Gold has been put on a pedestal ” or used to make said pedestal ” for thousands of years. In the grand scale of time, our understanding of the properties of gold is fairly new. Before we get into gold's melting point and density, it's a good idea to have an understanding of what these terms mean.
Melting point and density are important terms when working with metals of any kind. They often decide what someone can do with a certain metal, especially gold.
Every metal has a melting point at which it moves from a solid to a liquid state. The melting point of a substance is measured in degrees Fahrenheit, Celsius, or Kelvin. The higher the temperature, the closer the substance gets to its melting point. After it reaches that point and turns to liquid, any additional heat will continue to raise the temperature of the liquid until it reaches its boiling point.  When this process is reversed, the melting point is referred to as the freezing point.
The concept of the melting point has been around since ancient times. Early metallurgists found that impurities and many of the other metals found in gold could be burned away before the gold itself would melt. Gold's hardness helps people mine it from less dense rock and then cleanse the precious metal.
Density is the mass of a unit volume of a substance, represented by the formula d = M/V. To find density, you divide the substance's mass (how heavy it is) by its volume (how much space it takes up). The final number is its density, which tells you how much mass a substance fits into a given space. 
A gold item was actually the catalyst that led to the discovery of the scientific concept of density. Greek Mathematician Archimedes in 250 B.C. was tasked by the king of Syracuse to find out whether a golden crown was real. Archimedes measured the crown's density by measuring the water it displaced when placed into a tub, a method still taught in schools today. 
Gold's natural beauty and relative rarity make it one of the most sought-after substances on Earth. Additionally, gold's physical properties also make this metal one of the best for creating jewelry and producing some industrial and technological components.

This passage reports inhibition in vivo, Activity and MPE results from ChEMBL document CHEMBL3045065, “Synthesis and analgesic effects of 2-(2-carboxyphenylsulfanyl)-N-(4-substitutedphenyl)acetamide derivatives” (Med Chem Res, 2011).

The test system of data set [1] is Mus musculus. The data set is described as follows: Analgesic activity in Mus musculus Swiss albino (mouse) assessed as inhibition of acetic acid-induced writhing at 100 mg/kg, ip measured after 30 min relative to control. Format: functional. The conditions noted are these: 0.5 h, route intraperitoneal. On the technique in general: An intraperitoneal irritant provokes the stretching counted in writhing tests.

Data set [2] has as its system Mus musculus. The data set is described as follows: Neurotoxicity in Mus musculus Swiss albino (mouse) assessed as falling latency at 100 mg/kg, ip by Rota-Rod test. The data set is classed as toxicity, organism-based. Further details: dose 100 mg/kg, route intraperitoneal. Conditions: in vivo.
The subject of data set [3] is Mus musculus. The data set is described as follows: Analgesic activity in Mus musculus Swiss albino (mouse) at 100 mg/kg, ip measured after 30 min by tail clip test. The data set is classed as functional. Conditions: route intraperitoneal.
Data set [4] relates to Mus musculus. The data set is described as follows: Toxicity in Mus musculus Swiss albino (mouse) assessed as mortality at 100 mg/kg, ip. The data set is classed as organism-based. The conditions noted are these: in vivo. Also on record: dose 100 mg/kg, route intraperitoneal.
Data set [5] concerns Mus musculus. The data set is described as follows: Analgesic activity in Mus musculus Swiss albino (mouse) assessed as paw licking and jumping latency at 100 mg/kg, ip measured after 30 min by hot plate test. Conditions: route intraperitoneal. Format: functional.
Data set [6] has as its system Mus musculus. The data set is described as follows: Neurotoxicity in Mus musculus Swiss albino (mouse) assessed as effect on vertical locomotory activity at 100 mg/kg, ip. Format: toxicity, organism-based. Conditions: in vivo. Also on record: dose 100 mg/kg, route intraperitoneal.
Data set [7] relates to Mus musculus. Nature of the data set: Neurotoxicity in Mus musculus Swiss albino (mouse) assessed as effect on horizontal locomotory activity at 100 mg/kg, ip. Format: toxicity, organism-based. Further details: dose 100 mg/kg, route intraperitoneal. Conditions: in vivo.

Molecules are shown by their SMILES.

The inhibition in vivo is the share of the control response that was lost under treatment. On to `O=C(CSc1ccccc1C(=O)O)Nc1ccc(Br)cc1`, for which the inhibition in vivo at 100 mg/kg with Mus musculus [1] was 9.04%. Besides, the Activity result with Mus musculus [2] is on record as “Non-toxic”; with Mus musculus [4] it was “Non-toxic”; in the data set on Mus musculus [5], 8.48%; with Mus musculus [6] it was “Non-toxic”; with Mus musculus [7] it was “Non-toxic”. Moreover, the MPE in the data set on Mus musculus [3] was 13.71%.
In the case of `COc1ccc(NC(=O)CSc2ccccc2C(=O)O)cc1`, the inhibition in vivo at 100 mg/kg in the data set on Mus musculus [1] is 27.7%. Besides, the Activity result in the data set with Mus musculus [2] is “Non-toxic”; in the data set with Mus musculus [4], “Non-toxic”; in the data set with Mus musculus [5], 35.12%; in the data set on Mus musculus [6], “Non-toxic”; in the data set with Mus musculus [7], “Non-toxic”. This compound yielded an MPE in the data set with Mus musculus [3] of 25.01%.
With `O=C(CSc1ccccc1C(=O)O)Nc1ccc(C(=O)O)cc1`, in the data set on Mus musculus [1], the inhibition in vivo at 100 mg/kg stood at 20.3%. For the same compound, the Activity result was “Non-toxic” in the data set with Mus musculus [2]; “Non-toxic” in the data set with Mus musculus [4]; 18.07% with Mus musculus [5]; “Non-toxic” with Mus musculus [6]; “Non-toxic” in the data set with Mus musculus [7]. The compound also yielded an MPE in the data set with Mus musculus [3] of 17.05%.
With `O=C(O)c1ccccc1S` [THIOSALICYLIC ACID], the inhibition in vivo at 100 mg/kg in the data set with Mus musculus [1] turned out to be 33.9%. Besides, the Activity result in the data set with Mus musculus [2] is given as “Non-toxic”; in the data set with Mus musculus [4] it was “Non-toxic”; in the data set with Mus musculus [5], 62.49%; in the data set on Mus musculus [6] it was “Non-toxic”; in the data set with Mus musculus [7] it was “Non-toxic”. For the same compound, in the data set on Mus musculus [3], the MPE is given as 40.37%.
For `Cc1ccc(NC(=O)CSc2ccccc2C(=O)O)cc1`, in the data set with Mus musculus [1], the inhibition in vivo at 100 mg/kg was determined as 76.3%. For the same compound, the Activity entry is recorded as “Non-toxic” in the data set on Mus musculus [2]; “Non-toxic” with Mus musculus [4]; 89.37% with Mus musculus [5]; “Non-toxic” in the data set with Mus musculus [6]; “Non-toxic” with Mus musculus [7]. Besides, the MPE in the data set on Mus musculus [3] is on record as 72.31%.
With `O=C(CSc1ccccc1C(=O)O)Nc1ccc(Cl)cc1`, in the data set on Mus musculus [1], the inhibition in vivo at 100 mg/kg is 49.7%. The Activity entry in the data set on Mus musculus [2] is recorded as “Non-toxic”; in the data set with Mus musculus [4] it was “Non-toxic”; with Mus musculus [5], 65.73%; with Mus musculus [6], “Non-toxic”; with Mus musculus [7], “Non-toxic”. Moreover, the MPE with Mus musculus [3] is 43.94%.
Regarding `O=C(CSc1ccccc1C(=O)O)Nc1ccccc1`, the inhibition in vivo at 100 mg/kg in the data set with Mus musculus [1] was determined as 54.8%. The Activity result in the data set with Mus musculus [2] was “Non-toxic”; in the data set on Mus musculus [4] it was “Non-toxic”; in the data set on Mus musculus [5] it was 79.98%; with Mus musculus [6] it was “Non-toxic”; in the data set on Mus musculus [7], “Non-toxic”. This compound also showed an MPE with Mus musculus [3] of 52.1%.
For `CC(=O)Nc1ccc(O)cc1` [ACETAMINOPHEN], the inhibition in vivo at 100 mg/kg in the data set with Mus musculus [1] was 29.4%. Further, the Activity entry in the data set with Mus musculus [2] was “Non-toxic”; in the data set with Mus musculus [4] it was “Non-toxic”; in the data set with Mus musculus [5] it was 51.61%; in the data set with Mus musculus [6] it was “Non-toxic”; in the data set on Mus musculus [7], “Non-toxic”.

Pure gold's melting point is 1,948 degrees Fahrenheit, or 1,064.4 degrees Celsius. Here is a comparison of some common and precious metals:
The melting point of a piece of gold varies if it's alloyed with another metal. This is where the karat comes into play. Pure gold is 24-karat. Gold that is 50% alloyed with another metal is 12-karat gold. Divide the number of karats a piece of gold has by 24 to find its percentage of purity.
Gold's high density makes it one of the heaviest metals. It is, in fact, a heavy metal by designation. Gold's density is 19.3 grams per cubic centimeter. Gold is particularly heavy compared to its volume. To put it into perspective, here are some comparisons:
Let's put this another way: Say you have the lightest version of the 2019 Honda Civic, which weighs 2,762 pounds. If you were to drive that Civic on to a large scale, you would only need 2.29 cubic feet of gold to balance that scale. This is because gold's molecules are more tightly packed together than most other substances, except for even heavier metals.
Gold's unique properties caused it to be sought after by humans. From its face-value attractiveness to its ability to be shaped into ways that please the early peoples who collected it, gold's physical properties destined it to become a precious metal.
Gold can be shaped very easily in comparison to other metals. In fact, 1 ounce of gold can be hammered out into a sheet of 100 square feet.  However, this high malleability also means that gold is scratched very easily, which is why it is often alloyed with other metals to strengthen it.
One of the reasons gold is so tough is because it is one of the noble metals. Noble metals are exceptionally resistant to corrosion and oxidation. This is arguably another one of the biggest reasons gold has been collected and revered for millennia. Though it's susceptible to scratches, gold holds up very well against the elements, corrosion, and heat. These properties make it naturally useful when making coinage and jewelry. This imperviousness also makes it stand up against rust and the tarnishing that silver sometimes experiences.
Gold is naturally lustrous because it does not absorb light. This gives gold a more reflective surface that makes it appear more shiny and sparkling than some other metals. The visors of astronauts' helmets are coated in a very thin layer of gold, which helps reflect sunlight and heat. 
Gold has withstood the test of time in terms of its value to investors and anyone else looking for security in their assets. Whether it's through pure gold bullion or scrap gold, this precious metal will likely maintain its value for centuries to come.
1. Encyclopedia Britannica, Inc. 'Melting point,' https://www.britannica.com/science/melting-point. Accessed Sept. 10, 2020.
2. Encyclopedia Britannica, Inc. 'Density,' https://www.britannica.com/science/density. Accessed Sept. 10, 2020.
3. Live Science. 'Eureka! The Archimedes Principle,' https://www.livescience.com/58839-archimedes-principle.html. Accessed Sept. 10, 2020.
4. Good Science. 'Density of Solids, Liquids and Gases,' https://www.goodscience.com.au/year-8-chemistry/density-of-solids-liquids-and-gases/.. Accessed Sept 10, 2020.
5. American Museum of Natural History. 'Gold Fun Facts,' https://www.amnh.org/exhibitions/gold/eureka/gold-fun-facts. Accessed Sept. 10, 2020.